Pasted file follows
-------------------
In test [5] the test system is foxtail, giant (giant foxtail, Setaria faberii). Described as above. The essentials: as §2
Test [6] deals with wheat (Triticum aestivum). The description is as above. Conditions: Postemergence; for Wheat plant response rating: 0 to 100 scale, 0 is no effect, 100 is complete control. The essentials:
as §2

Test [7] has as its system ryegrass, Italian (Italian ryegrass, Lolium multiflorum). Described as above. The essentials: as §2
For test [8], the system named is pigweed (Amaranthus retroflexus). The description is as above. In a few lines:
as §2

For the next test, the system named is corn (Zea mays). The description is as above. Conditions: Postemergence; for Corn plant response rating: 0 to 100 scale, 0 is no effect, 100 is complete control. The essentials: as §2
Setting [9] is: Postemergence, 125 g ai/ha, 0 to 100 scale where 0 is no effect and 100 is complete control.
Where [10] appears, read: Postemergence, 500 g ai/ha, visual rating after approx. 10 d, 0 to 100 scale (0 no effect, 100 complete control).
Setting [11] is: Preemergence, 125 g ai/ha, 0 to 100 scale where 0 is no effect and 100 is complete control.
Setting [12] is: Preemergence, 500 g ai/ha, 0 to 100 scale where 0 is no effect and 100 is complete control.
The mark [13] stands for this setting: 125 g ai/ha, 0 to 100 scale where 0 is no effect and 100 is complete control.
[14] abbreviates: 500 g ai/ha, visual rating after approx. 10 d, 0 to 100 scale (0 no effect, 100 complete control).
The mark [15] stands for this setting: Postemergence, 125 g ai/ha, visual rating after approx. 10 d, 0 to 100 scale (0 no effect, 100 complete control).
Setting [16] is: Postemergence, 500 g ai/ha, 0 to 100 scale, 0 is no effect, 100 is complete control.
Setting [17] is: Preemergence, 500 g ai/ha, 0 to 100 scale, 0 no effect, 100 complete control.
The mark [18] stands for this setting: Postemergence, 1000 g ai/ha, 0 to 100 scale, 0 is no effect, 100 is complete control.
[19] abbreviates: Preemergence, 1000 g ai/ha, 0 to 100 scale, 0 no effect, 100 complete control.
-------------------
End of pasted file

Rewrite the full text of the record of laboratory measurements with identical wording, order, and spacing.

In test [5] the test system is foxtail, giant (giant foxtail, Setaria faberii). Described as above. The essentials: as §2
Test [6] deals with wheat (Triticum aestivum). The description is as above. Conditions: Postemergence; for Wheat plant response rating: 0 to 100 scale, 0 is no effect, 100 is complete control. The essentials:
as §2

Test [7] has as its system ryegrass, Italian (Italian ryegrass, Lolium multiflorum). Described as above. The essentials: as §2
For test [8], the system named is pigweed (Amaranthus retroflexus). The description is as above. In a few lines:
as §2

For the next test, the system named is corn (Zea mays). The description is as above. Conditions: Postemergence; for Corn plant response rating: 0 to 100 scale, 0 is no effect, 100 is complete control. The essentials: as §2
Setting [9] is: Postemergence, 125 g ai/ha, 0 to 100 scale where 0 is no effect and 100 is complete control.
Where [10] appears, read: Postemergence, 500 g ai/ha, visual rating after approx. 10 d, 0 to 100 scale (0 no effect, 100 complete control).
Setting [11] is: Preemergence, 125 g ai/ha, 0 to 100 scale where 0 is no effect and 100 is complete control.
Setting [12] is: Preemergence, 500 g ai/ha, 0 to 100 scale where 0 is no effect and 100 is complete control.
The mark [13] stands for this setting: 125 g ai/ha, 0 to 100 scale where 0 is no effect and 100 is complete control.
[14] abbreviates: 500 g ai/ha, visual rating after approx. 10 d, 0 to 100 scale (0 no effect, 100 complete control).
The mark [15] stands for this setting: Postemergence, 125 g ai/ha, visual rating after approx. 10 d, 0 to 100 scale (0 no effect, 100 complete control).
Setting [16] is: Postemergence, 500 g ai/ha, 0 to 100 scale, 0 is no effect, 100 is complete control.
Setting [17] is: Preemergence, 500 g ai/ha, 0 to 100 scale, 0 no effect, 100 complete control.
The mark [18] stands for this setting: Postemergence, 1000 g ai/ha, 0 to 100 scale, 0 is no effect, 100 is complete control.
[19] abbreviates: Preemergence, 1000 g ai/ha, 0 to 100 scale, 0 no effect, 100 complete control.